Wildlife Conservation Efforts

Human-Wildlife Conflict in Kerala: Causes and Remedies


From UPSC perspective, the following things are important :

Prelims level: Read the attached story

Mains level: Man-Animal Conflit and its mitigation


  • The escalation of human-wildlife conflict incidents in Kerala, exemplified by recent protests in Wayanad, underscores the urgent need to address the underlying causes of such conflicts.
  • Kerala grapples with a surge in human-animal conflicts, predominantly involving elephants, tigers, bison, and wild boars, wreaking havoc in districts like Wayanad, Kannur, Palakkad, and Idukki.

Understanding the Conflict

  • Geographical Dynamics: Kerala’s significant forest cover, encompassing nearly 30% of its area, juxtaposed with densely populated human settlements and agricultural plantations near wildlife habitats, sets the stage for frequent human-animal conflicts.
  • Magnitude of Conflict: State Forest Department data reveals over 48,000 incidents of crop damage due to human-wildlife conflict between 2013-14 and 2018-19, with wild elephants being the primary culprits, followed by wild boars and bonnet macaques.

Root Causes of Conflict

  • Changing Land Use: Increased cultivation around wildlife habitats and changing cropping patterns exacerbate conflicts by encroaching upon natural habitats and altering animal migratory routes.
  • Conservation Efforts: While conservation initiatives have led to the resurgence of animal populations like elephants and tigers, they have inadvertently intensified conflicts due to habitat depletion.
  • Human Activities: Movement of livestock and humans in wildlife habitats, especially during odd hours, further exacerbates conflicts by triggering defensive responses from animals.

Proposed Solutions and Their Efficacy

  • Physical Barriers: Strategies like elephant-proof trenches and solar power fences have shown promise in mitigating conflicts but face challenges such as inadequate maintenance and breaches by locals.
  • Eco-Restoration Policy: The Forest department’s plan to restore ecosystems by planting indigenous species aims to deter animals from agricultural lands, yet its effectiveness hinges on implementation and sustenance.
  • Early Warning Systems: Adoption of early warning systems, including drones and human watchers, could help track animal movements and prevent confrontations, but their widespread adoption remains limited.

Addressing Challenges with Wild Boars

  • Culling Initiatives: While the state awaits approval to declare wild boars as vermin, local bodies have been empowered to cull them as a last resort, alongside strategies like capture, neutering, and relocation.
  • Eco-Sensitive Zone (ESZ): Despite the legislative assembly’s plea to exempt Kerala from ESZ norms, conservationists advocate for its implementation to mitigate conflicts, acknowledging the challenges posed by Kerala’s population density and land scarcity.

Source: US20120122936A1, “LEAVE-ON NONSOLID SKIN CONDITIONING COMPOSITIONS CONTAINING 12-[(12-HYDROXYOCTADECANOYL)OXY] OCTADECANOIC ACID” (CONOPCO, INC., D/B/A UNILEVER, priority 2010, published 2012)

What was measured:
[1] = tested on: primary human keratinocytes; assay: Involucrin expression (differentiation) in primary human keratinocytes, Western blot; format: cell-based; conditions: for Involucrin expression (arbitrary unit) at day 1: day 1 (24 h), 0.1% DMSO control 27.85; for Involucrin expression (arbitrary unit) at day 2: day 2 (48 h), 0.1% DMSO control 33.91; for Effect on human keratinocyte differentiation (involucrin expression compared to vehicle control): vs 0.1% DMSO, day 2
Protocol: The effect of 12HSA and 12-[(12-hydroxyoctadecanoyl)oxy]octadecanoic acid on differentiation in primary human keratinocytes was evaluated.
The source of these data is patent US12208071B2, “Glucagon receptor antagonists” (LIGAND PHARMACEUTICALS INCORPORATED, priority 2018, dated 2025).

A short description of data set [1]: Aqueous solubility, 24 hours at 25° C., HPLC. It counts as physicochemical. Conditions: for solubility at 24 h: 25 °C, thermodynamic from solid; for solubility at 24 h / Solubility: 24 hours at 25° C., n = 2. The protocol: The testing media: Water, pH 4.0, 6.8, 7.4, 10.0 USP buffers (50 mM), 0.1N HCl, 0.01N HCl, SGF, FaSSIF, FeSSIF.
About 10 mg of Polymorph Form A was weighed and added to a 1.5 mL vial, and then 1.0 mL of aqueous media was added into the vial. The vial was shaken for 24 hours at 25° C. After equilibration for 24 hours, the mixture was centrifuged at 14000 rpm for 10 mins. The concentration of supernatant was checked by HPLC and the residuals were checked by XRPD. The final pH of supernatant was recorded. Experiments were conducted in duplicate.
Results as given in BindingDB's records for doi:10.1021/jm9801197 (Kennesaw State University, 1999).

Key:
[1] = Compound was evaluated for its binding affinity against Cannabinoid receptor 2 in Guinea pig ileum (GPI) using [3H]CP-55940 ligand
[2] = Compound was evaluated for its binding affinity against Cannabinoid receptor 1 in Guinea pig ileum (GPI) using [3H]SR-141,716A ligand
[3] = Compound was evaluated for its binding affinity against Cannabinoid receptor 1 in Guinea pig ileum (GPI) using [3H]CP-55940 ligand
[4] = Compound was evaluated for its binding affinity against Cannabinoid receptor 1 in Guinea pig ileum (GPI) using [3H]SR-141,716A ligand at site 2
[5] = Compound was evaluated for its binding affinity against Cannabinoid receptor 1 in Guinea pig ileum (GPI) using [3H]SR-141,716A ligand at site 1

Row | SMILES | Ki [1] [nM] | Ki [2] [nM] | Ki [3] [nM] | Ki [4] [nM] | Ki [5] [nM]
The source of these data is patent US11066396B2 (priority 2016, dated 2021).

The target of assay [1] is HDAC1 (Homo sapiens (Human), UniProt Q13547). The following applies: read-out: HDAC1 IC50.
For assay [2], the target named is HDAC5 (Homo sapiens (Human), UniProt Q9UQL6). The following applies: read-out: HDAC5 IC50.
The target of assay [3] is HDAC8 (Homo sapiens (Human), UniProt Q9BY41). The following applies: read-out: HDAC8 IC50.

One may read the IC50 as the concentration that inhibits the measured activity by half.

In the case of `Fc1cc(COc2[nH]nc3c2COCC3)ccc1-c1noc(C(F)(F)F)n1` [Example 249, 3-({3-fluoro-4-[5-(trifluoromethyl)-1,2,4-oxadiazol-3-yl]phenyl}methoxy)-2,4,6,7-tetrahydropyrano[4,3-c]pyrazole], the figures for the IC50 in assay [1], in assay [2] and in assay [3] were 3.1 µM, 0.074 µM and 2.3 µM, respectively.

Legal Framework and Conservation Initiatives

[A] Wildlife Protection and Biodiversity Conservation

  • The Wildlife Protection Act, 1972: Encompassing measures to prohibit hunting, safeguard wildlife habitats, and establish protected areas, this act forms the cornerstone of India’s wildlife preservation efforts.
  • The Biological Diversity Act, 2002: Complementing existing legislation, this act, in alignment with the United Nations Convention on Biological Diversity, fortifies conservation endeavors without undermining other forest and wildlife laws.

[B] National Conservation Strategies

  • National Wildlife Action Plan (2002-2016): Centered on fortifying protected area networks, conserving endangered species and their habitats, curbing wildlife trade, and promoting research and education, this plan embodies India’s commitment to wildlife preservation.
  • Project Tiger: A pioneering initiative under the Ministry of Environment, Forests, and Climate Change since 1973, Project Tiger aims to create safe havens for the majestic big cats within India’s national parks.
  • Project Elephant: Launched in 1992, this centrally sponsored scheme endeavors to protect elephants, conserve their habitats and ensure safe migration corridors, thereby safeguarding the iconic species’ future.


  • Balancing conservation efforts with the safety and livelihoods of Kerala’s populace requires a multifaceted approach that addresses the root causes of human-wildlife conflicts.
  • Collaborative efforts involving stakeholders, stringent regulatory measures, and sustainable conservation practices are imperative to foster coexistence between humans and wildlife in Kerala’s diverse landscape.

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